Transmitted Light Tissue Thickness Analysis (TiLTT) (TiLLT)

M

Maimonides Medical Center

Status

Completed

Conditions

Morbid Obesity

Treatments

Device: Gastrisail

Study type

Interventional

Funder types

Other
Industry

Identifiers

NCT02749201
2015-06-15-MMC

Details and patient eligibility

About

To assess gastric wall thickness using transmitted light intensity.

Full description

The most common surgical procedure for weight loss is the sleeve gastrectomy. The laparoscopic sleeve gastrectomy (LSG) involves the linear stapling of the stomach using a stapling device [e.g. Echelon (Ethicon Somerset NJ)] fired multiple times along the length of the stomach thereby excising 80-90% of the stomach leaving the patient with a "sleeve" of stomach rather than the normal anatomical pouch. The gastric wall varies in thickness and thus there are a varied staple sizes available for this use. Staple sizes range from 2.0mm-5.0mm in height. In standard surgical practice the surgeon chooses the size of staple cartridge for each subsequent firing based on his experience and estimations about the thickness of the stomach tissue in any given region. The drawback of this technique is that it is highly inaccurate. If the surgeon's estimation is in error, the staple height chosen may be either too tall or too short leading to bleeding or leakage from between the staples or malformed/unformed staples leading to staple line failure. Any of these errors can lead to devastating complications such as hemorrhage, leak, sepsis and death. To date there is no objective way to measure the thickness of the tissue being stapled and thus staple choice relies entirely on surgeon estimation which is inherently inaccurate. The investigators hypothesize that a light source placed in the stomach lumen will transmit light through the gastric wall. The amount of light transmitted, i.e. visible to an imaging device arrayed external to the stomach, will be directly proportionate to the thickness of the stomach. This study will take advantage of the fact that during routine procedures in the sleeve gastrectomy procedure a lighted tube is placed into the gastric lumen via the mouth. This device is called the Gastrisail and has 10 separate LED lights arrayed along its length. This allows for the measurement of transmitted light intensity through the gastric wall at 10 individual locations along the length f the stomach. In addition this study will take advantage of the fact that during standard practice in a sleeve gastrectomy a section of the stomach corresponding to the location of the lights is excised and sent for pathological evaluation. This will allow us to measure the actual thickness of the stomach at 10 points corresponding to he locations of the transmitted light intensity. For this measurement The investigators will use a standardized and validated measurement tool/calipers. Now with two sets of numbers the investigators plan to correlate the degree of transmitted light intensity with actual thickness measurements and thereby reach an algorithm which will allow the transmitted light intensity data alone to predict gastric wall thickness. This will provide the surgeon with an entirely non-invasive objective measure of gastric wall thickness and hopefully improve his/her choice of staple size during these surgical procedures thus improving safety.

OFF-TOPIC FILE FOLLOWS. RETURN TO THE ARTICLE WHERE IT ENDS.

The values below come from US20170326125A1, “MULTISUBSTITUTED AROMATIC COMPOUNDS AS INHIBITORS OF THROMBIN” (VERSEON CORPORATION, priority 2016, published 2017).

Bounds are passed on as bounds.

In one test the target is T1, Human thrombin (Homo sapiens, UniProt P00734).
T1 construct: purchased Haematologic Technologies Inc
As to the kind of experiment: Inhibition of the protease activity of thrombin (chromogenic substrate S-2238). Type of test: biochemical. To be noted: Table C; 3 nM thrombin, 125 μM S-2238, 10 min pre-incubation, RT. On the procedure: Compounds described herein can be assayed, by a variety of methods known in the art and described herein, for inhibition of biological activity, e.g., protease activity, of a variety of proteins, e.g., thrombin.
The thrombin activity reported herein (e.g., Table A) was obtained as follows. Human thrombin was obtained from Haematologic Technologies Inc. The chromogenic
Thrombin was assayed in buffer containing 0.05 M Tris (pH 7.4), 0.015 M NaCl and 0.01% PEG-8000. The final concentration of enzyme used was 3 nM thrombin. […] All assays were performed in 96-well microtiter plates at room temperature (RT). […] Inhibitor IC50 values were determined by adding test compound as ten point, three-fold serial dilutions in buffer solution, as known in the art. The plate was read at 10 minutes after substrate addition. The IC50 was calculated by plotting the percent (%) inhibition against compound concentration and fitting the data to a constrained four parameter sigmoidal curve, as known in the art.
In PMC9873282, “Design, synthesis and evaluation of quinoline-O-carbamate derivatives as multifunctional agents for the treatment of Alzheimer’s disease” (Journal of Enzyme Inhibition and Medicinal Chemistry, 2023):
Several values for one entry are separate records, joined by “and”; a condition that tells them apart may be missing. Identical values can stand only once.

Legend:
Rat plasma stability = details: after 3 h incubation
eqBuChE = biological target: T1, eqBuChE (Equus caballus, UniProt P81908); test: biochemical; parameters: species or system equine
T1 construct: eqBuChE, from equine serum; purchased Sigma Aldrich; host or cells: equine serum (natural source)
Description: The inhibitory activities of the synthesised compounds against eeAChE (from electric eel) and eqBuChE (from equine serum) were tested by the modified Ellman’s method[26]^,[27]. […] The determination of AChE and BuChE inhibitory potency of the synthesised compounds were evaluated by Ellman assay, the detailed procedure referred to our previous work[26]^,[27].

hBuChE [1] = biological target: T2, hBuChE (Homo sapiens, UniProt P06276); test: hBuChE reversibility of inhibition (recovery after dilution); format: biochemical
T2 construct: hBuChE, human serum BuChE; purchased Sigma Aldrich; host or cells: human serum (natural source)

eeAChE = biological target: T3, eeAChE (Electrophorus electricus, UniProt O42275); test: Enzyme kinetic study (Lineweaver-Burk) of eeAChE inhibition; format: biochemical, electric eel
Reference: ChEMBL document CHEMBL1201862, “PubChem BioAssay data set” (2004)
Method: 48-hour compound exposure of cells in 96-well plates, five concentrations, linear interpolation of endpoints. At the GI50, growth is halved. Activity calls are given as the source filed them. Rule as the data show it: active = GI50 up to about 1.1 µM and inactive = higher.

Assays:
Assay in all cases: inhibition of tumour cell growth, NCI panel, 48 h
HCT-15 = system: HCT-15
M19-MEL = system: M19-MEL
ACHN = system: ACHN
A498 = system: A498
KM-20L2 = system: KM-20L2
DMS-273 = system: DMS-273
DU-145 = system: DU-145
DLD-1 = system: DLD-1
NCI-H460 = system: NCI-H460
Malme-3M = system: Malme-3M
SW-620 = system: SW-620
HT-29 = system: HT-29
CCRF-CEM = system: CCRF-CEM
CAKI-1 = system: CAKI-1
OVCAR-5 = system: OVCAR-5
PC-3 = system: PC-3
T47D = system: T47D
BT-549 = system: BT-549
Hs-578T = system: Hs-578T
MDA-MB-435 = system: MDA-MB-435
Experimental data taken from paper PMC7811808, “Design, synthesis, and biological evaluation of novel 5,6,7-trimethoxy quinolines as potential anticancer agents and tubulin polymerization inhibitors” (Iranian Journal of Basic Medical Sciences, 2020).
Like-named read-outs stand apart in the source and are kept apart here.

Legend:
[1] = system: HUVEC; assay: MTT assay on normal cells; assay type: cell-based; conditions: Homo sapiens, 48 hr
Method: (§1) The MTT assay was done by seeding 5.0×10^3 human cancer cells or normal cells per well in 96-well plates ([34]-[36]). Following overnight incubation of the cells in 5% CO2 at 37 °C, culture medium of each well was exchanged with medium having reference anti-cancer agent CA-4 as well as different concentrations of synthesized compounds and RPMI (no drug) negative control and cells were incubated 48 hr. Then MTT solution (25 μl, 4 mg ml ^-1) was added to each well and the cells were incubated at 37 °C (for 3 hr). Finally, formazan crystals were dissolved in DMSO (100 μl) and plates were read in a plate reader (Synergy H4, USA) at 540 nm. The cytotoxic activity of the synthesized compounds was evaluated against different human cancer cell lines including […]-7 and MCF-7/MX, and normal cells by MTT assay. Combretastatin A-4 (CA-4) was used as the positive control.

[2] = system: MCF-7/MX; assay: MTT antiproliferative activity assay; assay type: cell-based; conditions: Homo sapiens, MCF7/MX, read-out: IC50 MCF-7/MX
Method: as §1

Enrollment

10 patients

Sex

All

Ages

18 to 85 years old

Volunteers

No Healthy Volunteers

Inclusion criteria

  • Subject has provided informed consent
  • Subject is between the ages of 18 and 80 years of age
  • Subject is scheduled for and undergoes primary sleeve gastrectomy

Exclusion criteria

Revisional Bariatric Surgery

Trial design

Primary purpose

Basic Science

Allocation

N/A

Interventional model

Single Group Assignment

Masking

None (Open label)

10 participants in 1 patient group

Analysis
Experimental group
Description:
Light Intensity and gastric wall thickness analysis
Treatment:
Device: Gastrisail

Trial documents
1

Trial contacts and locations

1

Loading...

Data sourced from clinicaltrials.gov

Clinical trials

Find clinical trialsTrials by location
© Copyright 2024 Veeva Systems